Sunseeker Chapter 14

Sunseeker Chapter 14

Over the days, as we relaxed in the safe, broad harbour and explored further the many charming shops, we absorbed something of the Spanish way of life; not least of all their penchant for the siesta and love of the fruit of the vine. Indeed, not only did we discover the best places to buy excellent, low cost cheeses but we learned, with the help of new-found friends, that good, Spanish wine need not cost a fortune if bought by the carafe, or five litre bottle, hic!

It’s probably obvious by now that our ship’s purse was never bursting at the seams through being too full, but you don’t need to be wealthy to make new friends. This we did aplenty amongst our many, fellow cruisers. Not many had crossed Biscay as we had. Most had made their way from harbour to harbour around the rim of the bay and were fascinated by our accounts of Sunseeker‘s fourteen day passage. Many questions were thrown our way.

“Weren’t you frightened so far away from land? Did you have enough food and water? Did you think you would ever arrive in Spain?”

We were overshadowed, however by Peter and Dorothy of the yacht Breath who had made the crossing, with their little, Dutch Barge dog Santos, from their home in Coral Bay, St John’s Island in the US Virgins. Twenty five years ago Peter had persuaded Dorothy to try cruising – just for a year. They’re plainly still giving it a try!

It was while the attractions of Bayona were still being explored that we discovered a general rule of thumb about cruising boats and their crews. It is simply that very little excuse is needed for a party. Almost every day sees one boat or another leaving harbour to continue its cruise. Maybe just to the next harbour along the coast. Maybe a crossing to Puerto Santo in the Madeiran archipelago. Indeed, on our third day in the harbour we moved Sunseeker across to an abandoned set of pontoons and laid alongside a yacht as she was being prepared for the next stage of her voyage. Her owners, a young couple from England were heading for Madeira, five hundred miles out into the Atlantic. I asked the boat’s crew how she felt about such a long passage and finding such a tiny island in such a vast ocean.

“We’re just going out for an afternoon sail!” was her reply as she cast off their mooring lines and hopped aboard, “See you out there!”

The idea of the shared table is one which we found to be used by cruisers wherever we were. Someone has an idea for a party; perhaps they want to try out a new-found recipe passed on from another galley slave or maybe they’ve found a shop where a litre of wine is a few pesetas cheaper. No matter, the word is passed along the pontoon and before you know it a dozen or so crews are frantically preparing their own particular favourite party food. As the sun gently rests on the horizon before slowly dipping into the sea a few folding tables appear on the pontoon. Tupperware boxes, emitting such exotic aromas to tempt the most jaded palette, are passed, gingerly, across the gap betwixt boat and pontoon to mingle on the tables with tin-foil-covered trays of steaming hot pizza or freshly baked loaves of bread dripping with garlic butter. Green salads and potato salads rub shoulders with curries and chillies. Dishes of spicy fried rice and buttery pasta vie for a place amongst tiers of chocolate gateaux and raspberry pavlova. Drinks are under the tables. Ice-packed boxes brimming with local beer in cans or bottles. Boxes of Spanish red wine and bottles of local white.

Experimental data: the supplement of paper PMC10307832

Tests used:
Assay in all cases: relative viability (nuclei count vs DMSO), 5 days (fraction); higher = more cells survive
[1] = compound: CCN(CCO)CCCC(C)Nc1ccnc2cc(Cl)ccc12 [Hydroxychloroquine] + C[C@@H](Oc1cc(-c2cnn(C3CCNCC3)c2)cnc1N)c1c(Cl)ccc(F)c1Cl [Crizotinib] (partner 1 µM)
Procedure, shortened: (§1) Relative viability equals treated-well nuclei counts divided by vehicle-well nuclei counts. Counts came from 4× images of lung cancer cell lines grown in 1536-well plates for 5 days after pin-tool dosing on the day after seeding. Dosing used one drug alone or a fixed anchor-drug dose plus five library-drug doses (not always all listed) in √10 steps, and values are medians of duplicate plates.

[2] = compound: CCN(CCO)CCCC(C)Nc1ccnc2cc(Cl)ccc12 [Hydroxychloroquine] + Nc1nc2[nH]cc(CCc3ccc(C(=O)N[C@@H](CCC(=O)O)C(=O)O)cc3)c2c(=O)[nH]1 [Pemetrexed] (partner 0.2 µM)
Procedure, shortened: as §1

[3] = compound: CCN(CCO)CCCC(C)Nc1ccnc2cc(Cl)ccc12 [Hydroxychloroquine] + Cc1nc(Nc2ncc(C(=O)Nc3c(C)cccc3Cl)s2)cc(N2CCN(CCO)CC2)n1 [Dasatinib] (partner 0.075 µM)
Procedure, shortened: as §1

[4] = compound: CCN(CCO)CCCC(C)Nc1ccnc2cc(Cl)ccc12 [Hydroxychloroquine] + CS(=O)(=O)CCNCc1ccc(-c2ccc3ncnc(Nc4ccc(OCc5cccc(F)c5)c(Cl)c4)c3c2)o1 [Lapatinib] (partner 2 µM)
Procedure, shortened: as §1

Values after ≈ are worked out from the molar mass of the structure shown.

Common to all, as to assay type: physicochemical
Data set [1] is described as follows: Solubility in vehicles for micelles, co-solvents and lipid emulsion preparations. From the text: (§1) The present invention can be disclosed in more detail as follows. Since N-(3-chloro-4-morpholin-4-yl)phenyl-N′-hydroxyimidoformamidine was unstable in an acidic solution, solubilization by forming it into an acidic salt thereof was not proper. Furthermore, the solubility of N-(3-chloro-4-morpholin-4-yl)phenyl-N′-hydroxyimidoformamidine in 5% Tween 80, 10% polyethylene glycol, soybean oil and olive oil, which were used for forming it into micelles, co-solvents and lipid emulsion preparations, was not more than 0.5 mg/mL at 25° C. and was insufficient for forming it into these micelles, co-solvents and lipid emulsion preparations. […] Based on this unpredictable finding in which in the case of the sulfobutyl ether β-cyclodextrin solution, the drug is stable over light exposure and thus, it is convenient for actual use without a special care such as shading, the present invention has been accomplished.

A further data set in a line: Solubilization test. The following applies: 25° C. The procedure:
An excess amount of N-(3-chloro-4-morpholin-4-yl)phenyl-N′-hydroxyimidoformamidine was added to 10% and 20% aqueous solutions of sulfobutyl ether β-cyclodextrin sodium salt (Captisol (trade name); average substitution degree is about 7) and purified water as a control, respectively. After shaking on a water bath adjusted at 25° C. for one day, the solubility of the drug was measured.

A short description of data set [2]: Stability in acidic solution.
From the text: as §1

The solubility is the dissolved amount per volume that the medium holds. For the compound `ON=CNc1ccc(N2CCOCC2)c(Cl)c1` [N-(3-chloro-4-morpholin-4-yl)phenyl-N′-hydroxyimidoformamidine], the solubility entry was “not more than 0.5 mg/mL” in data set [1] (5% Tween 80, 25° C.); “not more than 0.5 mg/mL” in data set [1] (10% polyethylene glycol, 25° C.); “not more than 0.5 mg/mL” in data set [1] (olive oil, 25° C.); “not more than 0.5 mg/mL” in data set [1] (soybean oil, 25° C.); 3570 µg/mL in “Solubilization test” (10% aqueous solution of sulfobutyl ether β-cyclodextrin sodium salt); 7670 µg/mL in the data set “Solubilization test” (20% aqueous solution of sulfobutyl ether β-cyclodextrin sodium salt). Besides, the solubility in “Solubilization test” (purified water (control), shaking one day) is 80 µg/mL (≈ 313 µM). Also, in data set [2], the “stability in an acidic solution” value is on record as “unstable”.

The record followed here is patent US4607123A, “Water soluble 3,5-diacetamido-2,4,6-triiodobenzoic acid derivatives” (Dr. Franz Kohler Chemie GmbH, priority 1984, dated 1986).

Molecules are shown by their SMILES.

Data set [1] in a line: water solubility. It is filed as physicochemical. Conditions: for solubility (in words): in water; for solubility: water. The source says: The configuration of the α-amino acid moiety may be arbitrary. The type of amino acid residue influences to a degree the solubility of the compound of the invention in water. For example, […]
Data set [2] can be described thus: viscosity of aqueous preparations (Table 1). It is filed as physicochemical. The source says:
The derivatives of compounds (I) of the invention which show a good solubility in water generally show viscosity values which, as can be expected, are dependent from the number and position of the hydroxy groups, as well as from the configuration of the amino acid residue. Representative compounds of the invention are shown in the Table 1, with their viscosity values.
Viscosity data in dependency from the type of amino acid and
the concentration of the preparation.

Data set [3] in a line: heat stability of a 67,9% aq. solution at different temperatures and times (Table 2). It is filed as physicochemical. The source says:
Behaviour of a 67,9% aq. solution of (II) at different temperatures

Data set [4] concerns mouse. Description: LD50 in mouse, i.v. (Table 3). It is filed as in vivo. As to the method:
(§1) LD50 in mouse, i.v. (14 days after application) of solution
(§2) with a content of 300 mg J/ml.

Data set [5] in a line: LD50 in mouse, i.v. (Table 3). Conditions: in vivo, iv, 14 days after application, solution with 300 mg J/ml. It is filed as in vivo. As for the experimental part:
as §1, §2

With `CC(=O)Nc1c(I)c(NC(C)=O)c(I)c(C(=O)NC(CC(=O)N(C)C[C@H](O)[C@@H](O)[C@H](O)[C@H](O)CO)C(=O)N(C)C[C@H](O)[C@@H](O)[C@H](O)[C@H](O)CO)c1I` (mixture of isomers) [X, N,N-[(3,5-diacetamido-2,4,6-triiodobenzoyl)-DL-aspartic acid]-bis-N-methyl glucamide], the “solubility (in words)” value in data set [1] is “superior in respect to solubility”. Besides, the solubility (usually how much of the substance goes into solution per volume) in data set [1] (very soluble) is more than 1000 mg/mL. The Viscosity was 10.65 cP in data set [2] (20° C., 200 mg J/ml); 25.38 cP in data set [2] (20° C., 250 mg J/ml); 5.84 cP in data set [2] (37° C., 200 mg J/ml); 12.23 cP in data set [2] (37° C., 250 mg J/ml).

It’s an excuse for the ladies to dig out their glad rags and apply a little rouge in exchange for the dungarees and smudges of engine oil or bilge paint. One of the boats provides a tape deck and everyone’s favourite dance band is touted as the best and must be played.

Later, as the mood mellows and the taped music pales, the haunting sound of a harmonica is heard from the deck of a boat along the pontoon. People drift along in couples, glass or can in one hand, their partners hand in the other, to be nearer to the sound. Paul, an ex Red Beret, sailing with his girlfriend Sarah, disappears below, to emerge moments later with an acoustic guitar. Cameron, a young, single hander from Ardfern in Scotland, shyly emerges with a violin. Very soon we all crowd aboard a large catamaran called Fat Pad to sit in the cockpit; arms around our partners, glasses full, singing favourite songs in time, if not always in tune, with our impromptu band of musicians.

With the colourful lights of the waterfront bars twinkling across the waters of our peacefully, picturesque harbour, Bayona’s beautiful castle floodlit across the sickle beach, the moon rising over the backdrop of pine-clad mountains and the countless millions of stars, sparkling in the firmament above, who would not trade places?

End of Sunseeker Chapter 14

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